Lately, my idle mind's found itself filling up with thoughts of a new, original sci-fi video game. You know, when drifting off on the train, taking a shower after nowhere close to enough sleep, glossing over in front of weeknight TV. Of how much I want to get back at it in the moments where I can't, how it's hooked me after the smallest taste. It's the work of an indie studio with a strong following, and its looks are immediately striking, setting it apart from any game of its kind on the market. And no, it's not No Man's Sky.
Headlander is the latest game from the Tim Schafer–founded Double Fine, whose Broken Age adventure of 2015 was one of the biggest Kickstarter successes ever seen (here's VICE speaking to Schafer and actor Elijah Wood, last year). This is no crowd-backed venture, however, with Adult Swim Games on publishing duties. Given these companies' previous form for singular, nudging-on-surreal gaming experiences—Psychonauts, Brütal Legend, Robot Unicorn Attack, Jazzpunk, I could go on but let's stick to the game at hand—it was inevitable that their first collaboration would be a game apart. And "apart" is a conceptual tenet that's been incorporated into the way Headlander plays, too.
'Headlander,' gameplay trailer
Sporting a retro-futuristic aesthetic, like 1960s Star Trek beamed into a present of PlayStation 4s and PCs via a stopover in Blake's 7, Headlander's unique twist on the metroidvania genre of two-dimensional exploration, and unlocking areas you've already seen the way to once will literally see you lose your head. After selecting from one of a handful of different faces to play with, you realize that you have no body whatsoever. Instead, you propel your helmeted head around the environments, connecting with and taking control of robotic bodies in order to complete puzzles and traverse the sprawling, map-essential stages. Sometimes this means popping off the noggin' that's already in place, and you can achieve this a number of ways, my favorite being to suck it from its shoulders, super-powered vacuum cleaner style.
The body you're controlling has a bearing on what areas you can access, with doorways color coded to match your attire—your head alone cannot pass, unless zipping through after a well-placed laser shot (which can be directed to bounce off walls). Sometimes there are ways around, though—sucking the cover from a handy vent can open up shortcuts and reveal stat upgrades to boost shields, increase speed and firm up each new body's resistance to exploding. It's all very simple to read, with objectives clearly marked and power-ups self-explanatory, while menus fit the feel of the game without any confusing icons cluttering up the screen.
There's plenty for your fingers and thumbs to do, and the action can get pretty intense as the enemy Shepherds—the game's name for the robots gunning for you, all of which are controlled by a nefarious AI by the intriguing name of Methuselah (check your nearest Bible)—increase in numbers, rooms locking down until all combat is calmed. The controls can get a little fiddly sometimes, as the button to aim your weapon-cum-skeleton-key contraption also sees you duck into cover (in a fashion reminiscent of Roll7's Not a Hero, but without the bloodlust), but quick restarts after each demise—and there'll be a few, accompanied by a psychedelic ripple of colors—ensure that frustration is rarely an issue. Die, retry, die, retry, done it: The core cycle of risk and reward in Headlander is a better greased machine than, say, Titan Souls, which infuriated (me, anyway, in a recent Vita revisit) with its slow turnarounds between boss retries.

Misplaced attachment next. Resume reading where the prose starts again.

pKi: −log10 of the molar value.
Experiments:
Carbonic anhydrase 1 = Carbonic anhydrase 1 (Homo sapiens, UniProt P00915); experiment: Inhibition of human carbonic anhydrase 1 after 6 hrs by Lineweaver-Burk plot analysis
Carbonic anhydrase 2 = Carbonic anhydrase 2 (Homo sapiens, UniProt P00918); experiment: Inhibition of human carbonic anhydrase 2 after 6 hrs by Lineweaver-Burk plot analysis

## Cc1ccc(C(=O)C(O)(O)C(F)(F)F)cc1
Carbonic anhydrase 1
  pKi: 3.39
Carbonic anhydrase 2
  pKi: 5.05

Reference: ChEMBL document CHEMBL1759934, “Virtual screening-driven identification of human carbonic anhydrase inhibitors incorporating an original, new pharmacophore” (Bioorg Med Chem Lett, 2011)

Also: There is dancing, some wonderfully thick carpets, a Southern-drawling AI called Earl who's on your side, a psychotic chess player (sort of), and escape pods that look like a dick and balls. Though, the whole game's about giving head, right? So the occasional aesthetic nod to the male body's most sensitive parts comes with the territory. But it really is the head alone, apart from anything else, that makes this game—it's simply never not fun jetting your voiceless dome from point A to point B, dodging all manner of deadly things as you soar.
New, on Motherboard: What Do Retro Gamers Make of the NES Classic?
It's another cracking independently made game, then, in a year already enjoying its share, from Oxenfree to Firewatch via Hyper Light Drifter and Inside. The tone is playful, the visuals hypnotic, the gameplay hook flexible (want to take control of a robot dog, sentry gun or cleaning drone? Not a problem), and the difficulty curve just right—so far. I need to stress that last part because I'm not much more than three hours deep into Headlander, so it all might fall apart soon. I'm not expecting it to, though, as everything I've seen up to this point has had me itching to return to proceedings whenever possible.
Which I might just do tonight, given No Man's Sky isn't out until next week. Consider this your recommendation to do likewise, too.
Headlander is out now for Microsoft Windows and PlayStation 4. More information at Adult Swim.